Hugh Sasse wrote:
> On Thu, 3 Nov 2005, Robert Klemme wrote:
>
>> Hugh Sasse wrote:
>>> On Thu, 3 Nov 2005, Robert Klemme wrote:
>>>
>>>> This sounds really strange.  Here's what I'd do: use set_trace_func
>>>> to write out all method invocations, returns and thread ids and try
>>>> to see where it goes.  HTH
>>>
>>> Good job I tried to add docs to profiler.rb in stdlib yesterday.
>>> I'll have a go at that.  I've not played with set_trace_func before,
>>> so it should be interesting.
>>
>> This should get you started:
>>
>> set_trace_func lambda {|event, file, line, id, binding, classname|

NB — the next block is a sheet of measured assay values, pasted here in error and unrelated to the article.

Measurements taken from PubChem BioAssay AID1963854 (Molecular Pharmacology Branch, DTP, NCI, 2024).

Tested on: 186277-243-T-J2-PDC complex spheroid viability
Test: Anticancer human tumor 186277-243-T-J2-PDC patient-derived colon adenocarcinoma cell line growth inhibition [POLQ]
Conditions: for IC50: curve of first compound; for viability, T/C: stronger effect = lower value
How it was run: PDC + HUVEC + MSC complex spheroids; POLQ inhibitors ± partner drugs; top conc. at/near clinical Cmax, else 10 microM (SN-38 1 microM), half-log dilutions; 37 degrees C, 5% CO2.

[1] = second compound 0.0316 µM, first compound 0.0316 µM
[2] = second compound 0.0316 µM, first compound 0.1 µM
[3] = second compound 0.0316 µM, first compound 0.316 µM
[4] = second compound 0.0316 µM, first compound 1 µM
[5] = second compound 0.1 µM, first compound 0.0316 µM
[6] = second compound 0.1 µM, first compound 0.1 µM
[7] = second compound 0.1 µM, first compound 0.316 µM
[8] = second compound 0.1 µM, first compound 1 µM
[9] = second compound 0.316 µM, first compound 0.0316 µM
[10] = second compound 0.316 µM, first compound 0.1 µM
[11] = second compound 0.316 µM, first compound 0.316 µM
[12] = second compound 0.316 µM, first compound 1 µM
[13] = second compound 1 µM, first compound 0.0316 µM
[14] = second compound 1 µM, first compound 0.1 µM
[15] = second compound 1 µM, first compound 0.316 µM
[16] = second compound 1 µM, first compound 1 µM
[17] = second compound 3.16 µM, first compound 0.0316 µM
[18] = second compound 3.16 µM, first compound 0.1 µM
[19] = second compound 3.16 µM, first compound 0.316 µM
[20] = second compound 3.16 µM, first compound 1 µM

>>   $stderr.printf "th %10d: %-10s %s: %d\n", Thread.current.object_id,
>> event, file, line if
>>     /call|return/ =~ event
>> }
>>
>> Good luck!
>
> thanks.  It did the trick.  I was hoisted by my own petard.

Although the meaning is obvious I had to look up "petard".  Did you know
your proverb originates from Shaky?
http://dictionary.reference.com/search?q=petard

>       begin
>         copy_entry s, d, options[:preserve],
>       options[:dereference_root] rescue Exception, SystemCallError =>
>         e stop = true
>         if block_given?
>           stop = yield s,d,e
>         end
>         raise if stop
>       end
>
> Yes, I forgot to return nil from the *flaming* block! So it re-raised
> because stop was true.

:-))  Silly us - this happens to me once in a while, too.

> I didn't realize set_trace_func could be so useful.  I'd previously
> considered it obscure.  Thank you for helping me out with this.

You're welcome!  I'm glad you finally managed to kill the beast. :-)

Kind regards

    robert